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Collection of the Smithsonian Cooper-Hewitt, National Design Museum

Donald A. Wallance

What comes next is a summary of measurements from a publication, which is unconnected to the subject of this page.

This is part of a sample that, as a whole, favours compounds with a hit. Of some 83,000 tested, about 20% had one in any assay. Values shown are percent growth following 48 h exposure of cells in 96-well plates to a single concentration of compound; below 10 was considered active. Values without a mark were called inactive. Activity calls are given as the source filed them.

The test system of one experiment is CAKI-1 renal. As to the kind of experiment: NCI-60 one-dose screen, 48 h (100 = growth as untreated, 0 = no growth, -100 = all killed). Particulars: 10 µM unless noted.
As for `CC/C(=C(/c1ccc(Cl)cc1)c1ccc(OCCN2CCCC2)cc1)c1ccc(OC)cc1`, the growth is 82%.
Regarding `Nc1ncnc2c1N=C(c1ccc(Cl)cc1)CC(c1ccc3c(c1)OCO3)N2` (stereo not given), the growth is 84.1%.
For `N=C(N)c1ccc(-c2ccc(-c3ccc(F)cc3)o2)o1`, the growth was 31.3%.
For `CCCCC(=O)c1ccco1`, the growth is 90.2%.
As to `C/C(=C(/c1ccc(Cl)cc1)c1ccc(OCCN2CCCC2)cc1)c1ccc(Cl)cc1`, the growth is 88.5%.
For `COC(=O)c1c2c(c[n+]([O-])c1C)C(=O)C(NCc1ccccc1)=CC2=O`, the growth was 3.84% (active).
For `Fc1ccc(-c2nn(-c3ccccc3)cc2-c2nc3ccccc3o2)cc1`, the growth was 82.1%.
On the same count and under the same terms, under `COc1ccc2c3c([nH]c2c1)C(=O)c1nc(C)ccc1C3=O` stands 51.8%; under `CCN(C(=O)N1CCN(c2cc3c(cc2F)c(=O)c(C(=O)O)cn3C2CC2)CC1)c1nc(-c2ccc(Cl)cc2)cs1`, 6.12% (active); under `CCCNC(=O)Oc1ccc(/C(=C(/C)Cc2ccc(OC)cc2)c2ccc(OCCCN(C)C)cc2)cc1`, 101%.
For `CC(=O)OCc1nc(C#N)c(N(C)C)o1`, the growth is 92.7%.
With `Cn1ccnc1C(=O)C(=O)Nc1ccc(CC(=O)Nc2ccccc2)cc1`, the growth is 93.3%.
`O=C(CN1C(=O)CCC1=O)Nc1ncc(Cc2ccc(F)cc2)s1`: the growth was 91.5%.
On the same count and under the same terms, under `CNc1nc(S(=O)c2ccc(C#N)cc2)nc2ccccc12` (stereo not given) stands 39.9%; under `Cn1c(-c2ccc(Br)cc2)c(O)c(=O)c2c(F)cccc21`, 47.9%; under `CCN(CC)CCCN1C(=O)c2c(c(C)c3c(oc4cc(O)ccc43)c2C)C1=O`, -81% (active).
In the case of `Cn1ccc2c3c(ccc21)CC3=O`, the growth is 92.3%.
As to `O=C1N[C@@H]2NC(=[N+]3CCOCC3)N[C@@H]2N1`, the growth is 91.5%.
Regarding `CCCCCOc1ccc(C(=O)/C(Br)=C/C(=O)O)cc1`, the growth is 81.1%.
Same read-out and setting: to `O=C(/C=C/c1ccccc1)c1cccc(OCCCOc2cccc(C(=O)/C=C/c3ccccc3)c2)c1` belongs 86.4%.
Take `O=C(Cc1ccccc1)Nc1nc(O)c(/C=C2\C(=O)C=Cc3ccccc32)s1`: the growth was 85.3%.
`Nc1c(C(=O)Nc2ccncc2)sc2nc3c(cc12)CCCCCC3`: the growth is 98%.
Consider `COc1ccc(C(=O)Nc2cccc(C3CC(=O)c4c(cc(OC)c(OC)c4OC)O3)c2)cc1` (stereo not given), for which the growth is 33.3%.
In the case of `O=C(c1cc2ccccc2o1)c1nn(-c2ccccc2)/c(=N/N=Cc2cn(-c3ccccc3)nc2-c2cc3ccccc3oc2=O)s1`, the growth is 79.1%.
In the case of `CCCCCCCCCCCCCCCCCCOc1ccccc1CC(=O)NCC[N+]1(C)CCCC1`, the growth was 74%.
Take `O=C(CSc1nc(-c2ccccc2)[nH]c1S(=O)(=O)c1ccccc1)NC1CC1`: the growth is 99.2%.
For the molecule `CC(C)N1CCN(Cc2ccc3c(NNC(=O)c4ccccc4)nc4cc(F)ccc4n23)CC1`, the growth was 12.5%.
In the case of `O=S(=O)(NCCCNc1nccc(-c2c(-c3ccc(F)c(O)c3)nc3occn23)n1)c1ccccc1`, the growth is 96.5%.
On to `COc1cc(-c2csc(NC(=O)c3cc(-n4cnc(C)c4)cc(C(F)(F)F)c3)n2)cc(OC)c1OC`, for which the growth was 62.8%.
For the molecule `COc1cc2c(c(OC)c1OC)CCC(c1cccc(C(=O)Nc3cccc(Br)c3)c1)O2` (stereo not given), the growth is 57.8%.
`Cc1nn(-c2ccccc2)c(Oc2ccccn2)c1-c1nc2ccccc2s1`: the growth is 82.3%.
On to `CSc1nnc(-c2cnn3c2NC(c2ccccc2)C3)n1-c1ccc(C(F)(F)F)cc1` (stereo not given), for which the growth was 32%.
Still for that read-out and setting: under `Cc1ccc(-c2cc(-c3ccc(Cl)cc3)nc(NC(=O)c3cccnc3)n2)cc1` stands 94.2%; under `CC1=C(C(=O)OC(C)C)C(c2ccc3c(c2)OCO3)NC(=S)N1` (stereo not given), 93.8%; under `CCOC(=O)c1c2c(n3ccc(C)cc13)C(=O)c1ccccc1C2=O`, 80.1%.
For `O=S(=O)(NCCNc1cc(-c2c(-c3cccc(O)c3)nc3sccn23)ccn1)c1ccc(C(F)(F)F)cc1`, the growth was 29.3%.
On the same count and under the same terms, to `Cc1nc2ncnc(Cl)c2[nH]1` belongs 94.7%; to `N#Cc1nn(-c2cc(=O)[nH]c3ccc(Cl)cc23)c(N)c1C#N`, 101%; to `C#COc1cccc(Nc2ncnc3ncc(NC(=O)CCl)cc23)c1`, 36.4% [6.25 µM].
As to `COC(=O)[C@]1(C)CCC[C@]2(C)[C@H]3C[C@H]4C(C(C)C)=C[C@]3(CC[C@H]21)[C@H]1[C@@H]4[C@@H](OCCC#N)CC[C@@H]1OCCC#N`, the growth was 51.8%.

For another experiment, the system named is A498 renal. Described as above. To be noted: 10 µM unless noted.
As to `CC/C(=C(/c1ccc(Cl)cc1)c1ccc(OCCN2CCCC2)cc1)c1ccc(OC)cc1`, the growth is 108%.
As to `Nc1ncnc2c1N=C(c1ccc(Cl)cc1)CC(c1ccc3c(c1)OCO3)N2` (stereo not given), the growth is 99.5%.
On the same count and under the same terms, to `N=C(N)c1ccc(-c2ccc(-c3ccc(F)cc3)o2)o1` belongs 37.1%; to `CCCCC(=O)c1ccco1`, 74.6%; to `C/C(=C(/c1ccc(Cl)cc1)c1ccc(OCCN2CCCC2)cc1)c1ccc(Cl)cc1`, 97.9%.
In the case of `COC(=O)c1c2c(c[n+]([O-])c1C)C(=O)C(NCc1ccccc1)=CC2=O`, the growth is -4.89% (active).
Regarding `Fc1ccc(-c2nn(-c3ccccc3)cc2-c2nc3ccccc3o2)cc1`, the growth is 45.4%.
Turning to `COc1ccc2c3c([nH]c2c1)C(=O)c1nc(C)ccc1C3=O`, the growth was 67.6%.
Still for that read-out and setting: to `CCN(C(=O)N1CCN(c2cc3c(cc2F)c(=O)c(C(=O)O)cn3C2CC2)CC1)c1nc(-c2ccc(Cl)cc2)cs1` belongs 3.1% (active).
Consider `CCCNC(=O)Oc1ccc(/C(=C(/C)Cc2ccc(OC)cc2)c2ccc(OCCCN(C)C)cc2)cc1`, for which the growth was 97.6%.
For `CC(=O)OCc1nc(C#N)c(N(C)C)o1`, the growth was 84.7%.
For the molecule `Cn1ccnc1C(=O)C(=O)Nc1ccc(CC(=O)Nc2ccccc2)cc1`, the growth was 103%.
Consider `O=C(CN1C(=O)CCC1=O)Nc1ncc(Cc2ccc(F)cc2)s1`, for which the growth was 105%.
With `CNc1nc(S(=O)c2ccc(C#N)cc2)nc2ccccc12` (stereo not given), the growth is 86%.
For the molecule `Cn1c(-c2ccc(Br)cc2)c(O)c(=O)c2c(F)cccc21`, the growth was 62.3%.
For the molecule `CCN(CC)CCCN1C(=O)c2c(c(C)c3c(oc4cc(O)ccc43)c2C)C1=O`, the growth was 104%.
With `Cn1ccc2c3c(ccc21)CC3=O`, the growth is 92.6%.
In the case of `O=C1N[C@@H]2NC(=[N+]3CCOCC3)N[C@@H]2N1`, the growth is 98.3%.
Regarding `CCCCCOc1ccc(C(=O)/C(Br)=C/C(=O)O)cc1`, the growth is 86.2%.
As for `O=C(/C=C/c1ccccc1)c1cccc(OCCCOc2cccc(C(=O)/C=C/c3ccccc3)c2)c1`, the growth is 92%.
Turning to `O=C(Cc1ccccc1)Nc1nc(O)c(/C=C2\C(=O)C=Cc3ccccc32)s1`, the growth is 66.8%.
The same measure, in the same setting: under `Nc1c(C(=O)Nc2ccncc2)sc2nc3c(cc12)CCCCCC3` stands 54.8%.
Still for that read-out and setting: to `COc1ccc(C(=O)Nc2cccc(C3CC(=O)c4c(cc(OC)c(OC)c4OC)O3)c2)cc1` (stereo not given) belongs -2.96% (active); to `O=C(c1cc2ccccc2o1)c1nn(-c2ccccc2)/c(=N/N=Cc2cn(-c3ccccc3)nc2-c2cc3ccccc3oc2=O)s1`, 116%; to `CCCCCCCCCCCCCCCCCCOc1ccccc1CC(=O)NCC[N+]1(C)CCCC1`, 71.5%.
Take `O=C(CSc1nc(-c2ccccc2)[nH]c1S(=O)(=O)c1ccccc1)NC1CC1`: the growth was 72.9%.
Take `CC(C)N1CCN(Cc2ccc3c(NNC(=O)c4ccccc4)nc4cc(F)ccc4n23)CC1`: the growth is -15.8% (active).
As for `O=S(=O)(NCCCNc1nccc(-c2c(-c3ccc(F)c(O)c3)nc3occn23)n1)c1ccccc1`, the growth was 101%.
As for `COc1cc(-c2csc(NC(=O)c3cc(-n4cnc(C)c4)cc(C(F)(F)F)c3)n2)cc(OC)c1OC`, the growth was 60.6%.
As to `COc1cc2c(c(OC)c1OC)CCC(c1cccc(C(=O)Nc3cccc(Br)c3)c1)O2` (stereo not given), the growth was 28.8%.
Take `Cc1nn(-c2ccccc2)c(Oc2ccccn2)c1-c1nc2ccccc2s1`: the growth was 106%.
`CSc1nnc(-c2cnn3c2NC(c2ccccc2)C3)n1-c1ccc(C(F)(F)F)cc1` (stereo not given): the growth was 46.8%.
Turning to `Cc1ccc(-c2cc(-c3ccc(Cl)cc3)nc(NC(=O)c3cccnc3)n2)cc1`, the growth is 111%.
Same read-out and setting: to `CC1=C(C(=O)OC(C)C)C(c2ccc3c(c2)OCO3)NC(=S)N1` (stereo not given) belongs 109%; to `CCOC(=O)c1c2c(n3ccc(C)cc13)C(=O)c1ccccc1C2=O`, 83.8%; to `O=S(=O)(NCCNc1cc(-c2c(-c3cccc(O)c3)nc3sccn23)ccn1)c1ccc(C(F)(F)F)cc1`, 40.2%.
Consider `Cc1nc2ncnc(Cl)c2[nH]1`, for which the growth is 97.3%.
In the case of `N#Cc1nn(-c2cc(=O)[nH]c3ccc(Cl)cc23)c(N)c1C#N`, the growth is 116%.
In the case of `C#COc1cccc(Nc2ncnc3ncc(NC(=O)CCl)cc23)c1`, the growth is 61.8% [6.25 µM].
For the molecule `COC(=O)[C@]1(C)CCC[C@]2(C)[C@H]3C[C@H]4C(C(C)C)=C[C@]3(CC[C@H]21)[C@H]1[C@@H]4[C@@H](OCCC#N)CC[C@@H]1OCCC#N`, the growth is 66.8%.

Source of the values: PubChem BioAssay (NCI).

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Metalworker, furniture and industrial designer. Born New York City, September 26, 1909. Wallance graduated New York University in 1930 with a B.A. in English Literature. He traveled to northern Europe where he was exposed to the International Style in architecture and design. Upon returning to the United States, he went to work in his father's furniture store and saw the need for more inventive designs in retail furnishings. He attended Design Laboratory School in New York City from its inception in 1936 until it closed its doors in 1940. From 1941-2, Wallance served as the state of Louisiana's technical and design director for the National Youth Administration, established in 1940 by President Roosevelt to help build a young, technically capable work force. During World War II, Wallance designed mass-produced furniture for servicemen's families living abroad for the Office of the Quartermaster General, Washington. He began designing tableware, cutlery, and accessories for H.E. Lauffer in 1951. Among his most recognizable designs for Lauffer were Design One, a highly sculptural, brushed stainless steel flatware created in 1953, and Design Ten, a colored plastic flatware created in 1978-79. Both designs are now produced by Towle Manufacturing Company. In addition, Wallance designed auditorium seating in steel and upholstered polyurethane foam for Philharmonic Hall at Lincoln Center in 1964 and hospital furniture in steel and plastics for Hard Manufacturing Company in 1965. Wallance is best known for his book, "Shaping America's Products", 1956, which remains a seminal study of the relationship of craftsmanship to industry.